Clinical Practice Guideline: Nosebleed (Epistaxis)
“A nosebleed is a common occurrence, happening at some point in about six out of 10 people in the United States. Although it is common, methods of diagnosis and treatment for nosebleed have not been uniformly used across clinicians and settings.
Adapted from the 2020 Supplement to Otolaryngology–Head and Neck Surgery. Read the guideline at otojournal.org.
“A nosebleed is a common occurrence, happening at some point in about six out of 10 people in the United States. Although it is common, methods of diagnosis and treatment for nosebleed have not been uniformly used across clinicians and settings. To address that and to help reduce variations in care, this guideline provides evidence-based recommendations to improve quality of care,” said David E. Tunkel, MD, Chair of the guideline development group (GDG). Samantha Anne, MD, MS, and Spencer C. Payne, MD, served as assistant chairs, and Stacey L. Ishman, MD, MPH, and Richard M. Rosenfeld, MD, MPH, MBA, served as methodologists.
The overarching aim of this multidisciplinary guideline is to identify quality improvement opportunities in the management of nosebleed and to create clear, actionable recommendations for clinical practice.
This guideline is intended to promote best practices, reduce unjustified variations in care of patients with nosebleed, improve health outcomes, and minimize the potential harms of nosebleed and/or interventions to treat nosebleed.
“This is the first multidisciplinary, evidence-based guideline on nosebleed developed in the United States,” said Dr. Tunkel. “It informs clinicians about the current level of evidence and includes areas of improvement of practice—such as providing patient instructions for nasal packing care—that were developed by the guideline panel after a review of all the literature.”
This guideline discusses first-line treatments, such as nasal compression, application of vasoconstrictors, nasal packing, and nasal cautery. It also addresses more complex epistaxis management, which includes the use of endoscopic arterial ligation and interventional radiology procedures. Because the GDG recognized an opportunity for improved care, management options for two special groups of patients—patients with hereditary hemorrhagic telangiectasia (HHT) and patients taking medications that inhibit coagulation and/or platelet functions—are included.
This guideline does not apply to patients who have a previously diagnosed bleeding disorder, tumors of the nose or nasopharynx, vascular malformations of the head and neck, a history of recent facial trauma, or have undergone nasal and/or sinus surgery in the past 30 days.
Guideline Key Action Statements (KAS)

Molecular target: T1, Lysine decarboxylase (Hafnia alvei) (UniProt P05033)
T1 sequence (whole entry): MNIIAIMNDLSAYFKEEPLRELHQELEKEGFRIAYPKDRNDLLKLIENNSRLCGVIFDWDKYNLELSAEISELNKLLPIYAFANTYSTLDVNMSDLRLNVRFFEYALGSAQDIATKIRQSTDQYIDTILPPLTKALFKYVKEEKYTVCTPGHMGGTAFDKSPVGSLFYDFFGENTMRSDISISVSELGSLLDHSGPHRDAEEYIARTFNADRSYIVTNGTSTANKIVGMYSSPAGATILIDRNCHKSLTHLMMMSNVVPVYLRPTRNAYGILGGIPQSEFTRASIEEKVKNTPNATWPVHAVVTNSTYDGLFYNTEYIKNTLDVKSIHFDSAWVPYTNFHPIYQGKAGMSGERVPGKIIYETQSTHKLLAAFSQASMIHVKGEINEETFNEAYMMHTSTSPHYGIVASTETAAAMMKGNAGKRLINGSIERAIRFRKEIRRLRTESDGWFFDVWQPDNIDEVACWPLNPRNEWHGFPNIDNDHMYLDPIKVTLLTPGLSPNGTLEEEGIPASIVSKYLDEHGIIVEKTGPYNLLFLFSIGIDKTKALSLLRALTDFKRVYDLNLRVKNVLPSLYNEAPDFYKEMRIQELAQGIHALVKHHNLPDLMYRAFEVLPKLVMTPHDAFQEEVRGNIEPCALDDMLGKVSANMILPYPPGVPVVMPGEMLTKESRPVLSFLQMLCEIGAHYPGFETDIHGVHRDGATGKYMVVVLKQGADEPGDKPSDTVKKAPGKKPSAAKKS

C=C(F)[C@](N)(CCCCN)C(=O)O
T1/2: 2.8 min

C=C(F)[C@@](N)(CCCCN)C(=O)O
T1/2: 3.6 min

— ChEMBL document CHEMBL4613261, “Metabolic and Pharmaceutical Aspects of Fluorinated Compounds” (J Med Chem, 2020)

KAS1: Prompt management (recommendation)
At the time of initial contact, the clinician should distinguish the nosebleed patient who requires prompt management from the patient who does not.
KAS2: Nasal compression (recommendation)
The clinician should treat active bleeding for patients in need of prompt management with firm, sustained compression to the lower third of the nose, with or without the assistance of the patient or caregiver, for five minutes or longer.
KAS3a: Nasal packing (recommendation)
For patients in whom bleeding precludes identification of a bleeding site despite nasal compression, the clinician should treat ongoing active bleeding with nasal packing.
KAS3b: Nasal packing in patients with suspected increased bleeding risk (recommendation)
The clinician should use resorbable packing for patients with a suspected bleeding disorder or for patients who are using anticoagulation or antiplatelet medications.
KAS4: Nasal packing education (recommendation)
The clinician should educate the patient who undergoes nasal packing about the type of packing placed, timing of and plan for removal of packing (if not resorbable), post-procedure care, and any signs or symptoms that would warrant prompt reassessment.
KAS5: Risk factors (recommendation)
The clinician should document factors that increase the frequency or severity of bleeding for any patient with a nosebleed, including personal or family history of bleeding disorders, use of anticoagulant or antiplatelet medications, or intranasal drug use.
KAS6: Anterior rhinoscopy to identify location of bleeding (recommendation)
The clinician should perform anterior rhinoscopy to identify a source of bleeding after removal of any blood clot (if present) for patients with nosebleeds.
KAS7a: Examination using nasal endoscopy (recommendation)
The clinician should perform, or should refer to a clinician who can perform, nasal endoscopy to identify the site of bleeding and guide further management in patients with recurrent nasal bleeding, despite prior treatment with packing or cautery, or with recurrent unilateral nasal bleeding.
KAS7b: Examination of nasal cavity and nasopharynx using nasal endoscopy (option)
The clinician may perform, or may refer to a clinician who can perform, nasal endoscopy to examine the nasal cavity and nasopharynx in patients with epistaxis that is difficult to control or when there is concern for unrecognized pathology contributing to epistaxis.
KAS8: Appropriate interventions for identified bleeding site (recommendation)